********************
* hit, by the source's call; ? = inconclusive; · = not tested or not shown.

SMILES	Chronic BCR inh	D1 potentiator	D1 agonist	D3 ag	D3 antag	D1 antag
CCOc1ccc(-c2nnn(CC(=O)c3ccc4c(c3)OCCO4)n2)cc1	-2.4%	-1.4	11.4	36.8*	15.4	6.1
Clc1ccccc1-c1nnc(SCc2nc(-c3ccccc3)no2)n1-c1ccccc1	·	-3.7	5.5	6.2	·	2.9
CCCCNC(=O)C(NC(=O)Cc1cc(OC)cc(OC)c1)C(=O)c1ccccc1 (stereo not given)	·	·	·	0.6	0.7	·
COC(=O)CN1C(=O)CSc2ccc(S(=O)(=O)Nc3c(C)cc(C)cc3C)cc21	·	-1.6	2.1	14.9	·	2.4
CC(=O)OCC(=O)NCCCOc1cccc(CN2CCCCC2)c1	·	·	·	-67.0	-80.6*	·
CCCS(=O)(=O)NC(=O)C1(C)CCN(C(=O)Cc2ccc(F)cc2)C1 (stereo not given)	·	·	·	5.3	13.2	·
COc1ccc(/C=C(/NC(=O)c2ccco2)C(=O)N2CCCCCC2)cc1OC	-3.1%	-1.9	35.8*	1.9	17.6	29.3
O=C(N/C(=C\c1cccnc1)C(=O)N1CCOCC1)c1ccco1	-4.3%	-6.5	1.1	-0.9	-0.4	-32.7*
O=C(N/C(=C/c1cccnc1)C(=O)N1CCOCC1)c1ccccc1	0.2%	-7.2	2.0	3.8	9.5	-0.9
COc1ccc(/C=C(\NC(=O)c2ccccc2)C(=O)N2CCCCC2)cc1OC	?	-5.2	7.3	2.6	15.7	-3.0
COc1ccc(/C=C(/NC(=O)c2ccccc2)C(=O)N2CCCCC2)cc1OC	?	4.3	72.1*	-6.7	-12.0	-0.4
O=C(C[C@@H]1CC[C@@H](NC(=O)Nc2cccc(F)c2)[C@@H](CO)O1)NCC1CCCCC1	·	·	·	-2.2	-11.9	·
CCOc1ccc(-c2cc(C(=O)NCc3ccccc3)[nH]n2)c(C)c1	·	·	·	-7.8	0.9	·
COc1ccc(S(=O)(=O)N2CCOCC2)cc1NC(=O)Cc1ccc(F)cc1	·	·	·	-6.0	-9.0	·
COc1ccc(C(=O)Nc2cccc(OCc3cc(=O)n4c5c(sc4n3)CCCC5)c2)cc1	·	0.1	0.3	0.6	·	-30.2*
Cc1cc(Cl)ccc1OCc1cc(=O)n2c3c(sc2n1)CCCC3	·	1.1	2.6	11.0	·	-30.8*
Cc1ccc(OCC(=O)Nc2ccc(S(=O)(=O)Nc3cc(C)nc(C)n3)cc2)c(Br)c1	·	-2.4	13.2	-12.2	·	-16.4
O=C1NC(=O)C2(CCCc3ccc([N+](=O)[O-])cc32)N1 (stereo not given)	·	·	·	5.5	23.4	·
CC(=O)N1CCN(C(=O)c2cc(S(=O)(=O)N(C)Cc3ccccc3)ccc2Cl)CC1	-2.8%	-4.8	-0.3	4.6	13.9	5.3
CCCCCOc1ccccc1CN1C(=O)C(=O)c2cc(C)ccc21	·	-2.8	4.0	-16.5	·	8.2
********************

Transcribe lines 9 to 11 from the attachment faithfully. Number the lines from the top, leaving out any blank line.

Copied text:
COc1ccc(/C=C(/NC(=O)c2ccco2)C(=O)N2CCCCCC2)cc1OC	-3.1%	-1.9	35.8*	1.9	17.6	29.3
O=C(N/C(=C\c1cccnc1)C(=O)N1CCOCC1)c1ccco1	-4.3%	-6.5	1.1	-0.9	-0.4	-32.7*
O=C(N/C(=C/c1cccnc1)C(=O)N1CCOCC1)c1ccccc1	0.2%	-7.2	2.0	3.8	9.5	-0.9